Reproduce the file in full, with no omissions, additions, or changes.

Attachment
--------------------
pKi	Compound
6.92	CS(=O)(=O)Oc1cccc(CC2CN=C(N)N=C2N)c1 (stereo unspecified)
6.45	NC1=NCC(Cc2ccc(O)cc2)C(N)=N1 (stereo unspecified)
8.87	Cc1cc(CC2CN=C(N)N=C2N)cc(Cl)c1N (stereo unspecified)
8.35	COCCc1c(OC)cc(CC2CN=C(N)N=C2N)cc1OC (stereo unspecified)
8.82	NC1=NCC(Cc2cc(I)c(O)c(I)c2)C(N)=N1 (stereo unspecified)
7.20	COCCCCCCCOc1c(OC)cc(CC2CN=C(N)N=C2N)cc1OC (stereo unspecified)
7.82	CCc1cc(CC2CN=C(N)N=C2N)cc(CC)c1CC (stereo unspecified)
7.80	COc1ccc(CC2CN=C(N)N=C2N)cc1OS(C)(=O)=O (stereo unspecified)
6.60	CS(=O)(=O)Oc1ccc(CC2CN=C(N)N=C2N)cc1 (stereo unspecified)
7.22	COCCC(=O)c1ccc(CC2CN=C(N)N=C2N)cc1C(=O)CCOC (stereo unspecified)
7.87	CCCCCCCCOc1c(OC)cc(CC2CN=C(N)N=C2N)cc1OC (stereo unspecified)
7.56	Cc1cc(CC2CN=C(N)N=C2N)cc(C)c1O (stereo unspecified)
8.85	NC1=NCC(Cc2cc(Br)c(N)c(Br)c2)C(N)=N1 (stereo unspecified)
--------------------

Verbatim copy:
pKi	Compound
6.92	CS(=O)(=O)Oc1cccc(CC2CN=C(N)N=C2N)c1 (stereo unspecified)
6.45	NC1=NCC(Cc2ccc(O)cc2)C(N)=N1 (stereo unspecified)
8.87	Cc1cc(CC2CN=C(N)N=C2N)cc(Cl)c1N (stereo unspecified)
8.35	COCCc1c(OC)cc(CC2CN=C(N)N=C2N)cc1OC (stereo unspecified)
8.82	NC1=NCC(Cc2cc(I)c(O)c(I)c2)C(N)=N1 (stereo unspecified)
7.20	COCCCCCCCOc1c(OC)cc(CC2CN=C(N)N=C2N)cc1OC (stereo unspecified)
7.82	CCc1cc(CC2CN=C(N)N=C2N)cc(CC)c1CC (stereo unspecified)
7.80	COc1ccc(CC2CN=C(N)N=C2N)cc1OS(C)(=O)=O (stereo unspecified)
6.60	CS(=O)(=O)Oc1ccc(CC2CN=C(N)N=C2N)cc1 (stereo unspecified)
7.22	COCCC(=O)c1ccc(CC2CN=C(N)N=C2N)cc1C(=O)CCOC (stereo unspecified)
7.87	CCCCCCCCOc1c(OC)cc(CC2CN=C(N)N=C2N)cc1OC (stereo unspecified)
7.56	Cc1cc(CC2CN=C(N)N=C2N)cc(C)c1O (stereo unspecified)
8.85	NC1=NCC(Cc2cc(Br)c(N)c(Br)c2)C(N)=N1 (stereo unspecified)